“Star Wars: Death Troopers” by Joe Schreiber (LucasBooks, 2009)

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All good horror novels have a foundation using a familiar horror trope, whether it be zombies, vampires, deepest darkest space, or creepy children.  The really great horror novels employ multiple tropes to become terrifying, page-turning nightmares that the reader simply can’t put down.  Star Wars: Death Troopers is one of those horror novels.

The Imperial Prison Barge Purge is on its way through deep space to a distant and forgotten moon to deposit its cargo of five hundred of the galaxy’s most ruthless prisoners, as well as two teenage brothers who are there on a nonexistent charge.  Everything is going as expected, or at least as expected as can be for Trig and Kale Longo trying their best to stay alive and wondering how their lives have come to this, until the Purge experiences engine trouble.  Fortunately there is a Star Destroyer nearby that is a derelict, abandoned.  Two teams are sent onto the destroyer with a couple of engineers to raid it for engine parts.  They return coughing and getting sicker by the second.  Zahara Cody, chief medical officer, scrambles to do what she can, but the sickness gets worse and people begin dying.  The virus spreads throughout the barge and soon bodies are dropping everywhere.  All that remain are the few people who are somehow immune: Trig and Kale, and Zahara to name a few.  Zahara also discovers two familiar characters locked up deep within the bowels of the ship in solitary confinement.

Then all the bodies come to life.  And these zombies are smarter than any we’ve seen before; they adapt to each situation, always looking to kill and conquer, always in search of fresh meat.

Joe Schreiber’s Star Wars: Death Troopers employs a number of great horror tropes that all combine to form one great novel which will have readers hooked from start to finish.  He manages the plot well, with riveting cliffhanger chapters, and makes it impossible to put down, while slowly dishing out the details so that full understanding and realization is not reached until the last few pages.  But these are all important facets of a great horror novel.

If you liked this review and are interested in purchasing this book, click here.

Originally written on October 13th, 2009 ©Alex C. Telander.

For an interview with Joe Schreiber check out BookBanter Episode 18.

“Infected” by Scott Sigler (Crown, 2008)


Scott Sigler is a special, new kind of writer to join the publishing world; one might even call him an author of the twenty-first century.  He wanted to bring his work to the people of the world, for free.  He began on March, 2005, by podcasting his book Earthcore a bit at a time, with continuous updates.  Earthcore was branded as “the world’s first podcast-only novel,” and Sigler started off with three listeners; at the end he had over ten thousand subscribers.  He followed this with Ancestor, Infection, and The Rookie, and currently has over thirty thousands subscribers.  And now, with a big name publisher, Sigler brings Infected to the people of the world in book form (a free version is also available on podcast).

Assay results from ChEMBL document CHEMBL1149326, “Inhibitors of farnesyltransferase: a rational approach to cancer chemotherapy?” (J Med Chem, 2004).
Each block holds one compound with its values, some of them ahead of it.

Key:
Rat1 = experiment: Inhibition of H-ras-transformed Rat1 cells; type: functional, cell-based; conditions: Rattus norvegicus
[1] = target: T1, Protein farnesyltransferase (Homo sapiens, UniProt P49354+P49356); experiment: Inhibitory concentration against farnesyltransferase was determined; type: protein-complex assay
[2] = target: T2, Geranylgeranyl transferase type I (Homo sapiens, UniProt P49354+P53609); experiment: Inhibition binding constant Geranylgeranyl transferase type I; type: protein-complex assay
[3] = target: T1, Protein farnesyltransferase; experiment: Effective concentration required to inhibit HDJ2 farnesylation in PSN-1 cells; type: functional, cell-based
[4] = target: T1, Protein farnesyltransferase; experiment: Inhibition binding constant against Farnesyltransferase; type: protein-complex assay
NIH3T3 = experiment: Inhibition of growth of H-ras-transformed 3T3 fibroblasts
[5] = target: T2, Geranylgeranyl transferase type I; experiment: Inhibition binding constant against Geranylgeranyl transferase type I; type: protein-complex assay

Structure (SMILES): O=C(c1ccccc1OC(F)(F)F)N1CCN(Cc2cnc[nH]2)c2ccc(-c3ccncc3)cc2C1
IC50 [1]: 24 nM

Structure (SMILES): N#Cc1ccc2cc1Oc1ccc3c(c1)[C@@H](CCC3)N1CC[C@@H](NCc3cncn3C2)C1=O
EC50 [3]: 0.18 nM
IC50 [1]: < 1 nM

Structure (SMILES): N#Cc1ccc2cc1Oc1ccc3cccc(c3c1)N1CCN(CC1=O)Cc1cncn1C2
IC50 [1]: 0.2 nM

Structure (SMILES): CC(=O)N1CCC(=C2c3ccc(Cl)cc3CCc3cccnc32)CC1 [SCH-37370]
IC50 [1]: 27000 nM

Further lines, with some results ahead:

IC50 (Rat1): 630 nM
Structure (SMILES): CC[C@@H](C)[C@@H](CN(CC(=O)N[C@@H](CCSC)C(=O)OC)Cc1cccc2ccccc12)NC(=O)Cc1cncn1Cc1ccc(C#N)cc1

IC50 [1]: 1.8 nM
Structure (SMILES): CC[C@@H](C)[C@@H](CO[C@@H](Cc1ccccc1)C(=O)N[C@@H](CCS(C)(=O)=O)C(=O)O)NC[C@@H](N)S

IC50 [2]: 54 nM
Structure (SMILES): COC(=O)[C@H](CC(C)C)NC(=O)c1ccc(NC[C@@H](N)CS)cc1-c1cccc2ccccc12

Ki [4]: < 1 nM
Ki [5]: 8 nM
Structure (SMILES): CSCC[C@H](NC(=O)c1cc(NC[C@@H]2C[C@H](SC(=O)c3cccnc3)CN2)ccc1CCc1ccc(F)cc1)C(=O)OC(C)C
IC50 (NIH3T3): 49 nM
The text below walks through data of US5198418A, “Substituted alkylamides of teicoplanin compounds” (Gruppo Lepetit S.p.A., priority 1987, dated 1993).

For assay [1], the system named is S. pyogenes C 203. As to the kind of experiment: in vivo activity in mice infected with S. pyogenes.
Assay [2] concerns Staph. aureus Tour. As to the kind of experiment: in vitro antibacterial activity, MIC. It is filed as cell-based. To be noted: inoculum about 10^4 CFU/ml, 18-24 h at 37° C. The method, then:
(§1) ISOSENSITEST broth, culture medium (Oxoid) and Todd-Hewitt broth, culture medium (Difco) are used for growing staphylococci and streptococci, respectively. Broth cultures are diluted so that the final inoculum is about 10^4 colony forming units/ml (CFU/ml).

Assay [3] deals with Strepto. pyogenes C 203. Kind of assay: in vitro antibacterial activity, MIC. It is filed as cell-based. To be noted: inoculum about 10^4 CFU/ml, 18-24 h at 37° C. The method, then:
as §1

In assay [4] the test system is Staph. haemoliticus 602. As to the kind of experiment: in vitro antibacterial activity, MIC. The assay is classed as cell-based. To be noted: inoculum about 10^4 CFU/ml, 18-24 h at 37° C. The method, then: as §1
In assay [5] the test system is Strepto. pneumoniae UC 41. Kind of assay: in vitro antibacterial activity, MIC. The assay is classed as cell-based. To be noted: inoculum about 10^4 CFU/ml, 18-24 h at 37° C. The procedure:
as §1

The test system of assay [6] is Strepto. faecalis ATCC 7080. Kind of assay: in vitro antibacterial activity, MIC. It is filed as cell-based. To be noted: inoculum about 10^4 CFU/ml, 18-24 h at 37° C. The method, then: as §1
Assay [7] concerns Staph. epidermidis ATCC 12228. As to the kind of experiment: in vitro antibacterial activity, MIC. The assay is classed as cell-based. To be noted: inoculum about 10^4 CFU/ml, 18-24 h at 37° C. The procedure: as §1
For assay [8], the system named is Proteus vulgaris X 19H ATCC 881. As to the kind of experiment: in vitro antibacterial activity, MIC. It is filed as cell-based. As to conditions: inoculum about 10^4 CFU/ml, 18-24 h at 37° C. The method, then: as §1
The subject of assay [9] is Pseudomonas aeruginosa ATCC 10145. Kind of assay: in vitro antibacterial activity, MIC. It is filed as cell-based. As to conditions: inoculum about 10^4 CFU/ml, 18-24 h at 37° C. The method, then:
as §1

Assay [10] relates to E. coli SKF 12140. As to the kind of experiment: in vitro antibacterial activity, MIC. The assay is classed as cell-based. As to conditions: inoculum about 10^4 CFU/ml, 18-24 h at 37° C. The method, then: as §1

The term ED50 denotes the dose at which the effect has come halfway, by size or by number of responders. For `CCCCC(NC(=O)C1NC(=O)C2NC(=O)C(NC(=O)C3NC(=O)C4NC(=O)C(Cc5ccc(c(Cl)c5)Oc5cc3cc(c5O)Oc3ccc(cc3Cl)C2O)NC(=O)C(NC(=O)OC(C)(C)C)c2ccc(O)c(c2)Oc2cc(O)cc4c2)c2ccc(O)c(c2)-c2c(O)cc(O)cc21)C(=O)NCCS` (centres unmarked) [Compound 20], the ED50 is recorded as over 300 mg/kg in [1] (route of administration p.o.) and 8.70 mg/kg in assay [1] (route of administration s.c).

In Infected, something is seriously wrong with the world.  Something is making people crazy, crazy to the point where they are driven to kill others, their family, and then to horribly mutilate themselves, finally taking their own lives.  The government is trying its best to keep this whole thing a secret, and at the same time trying to find out what’s making people do this and find a solution as fast as possible.  CDC is working non-stop, the big problem is once they get to one of the bodies of these “special” people, the rate of decomposition is so rapid that they don’t have enough time to perform autopsies and fully examine the bodies before they are left with nothing more than a black murky puddle.

Sigler has done his research, giving the novel a classic Michael Crichton feel, going into the science and the biology as members of the CDC try to find out what sort of “infection” is making people kill others, and more importantly how contagious it is.  While there is a lot of “head jumping” from various characters that can leave the reader a little disoriented, and the writing at times seems to need some editing, with the flow being disjointed; Sigler clearly has a unique voice in Infected that will only get better with successive books.

If you liked this review and are interested in purchasing this book, click here.

Originally written on March 29th, 2008 ©Alex C. Telander.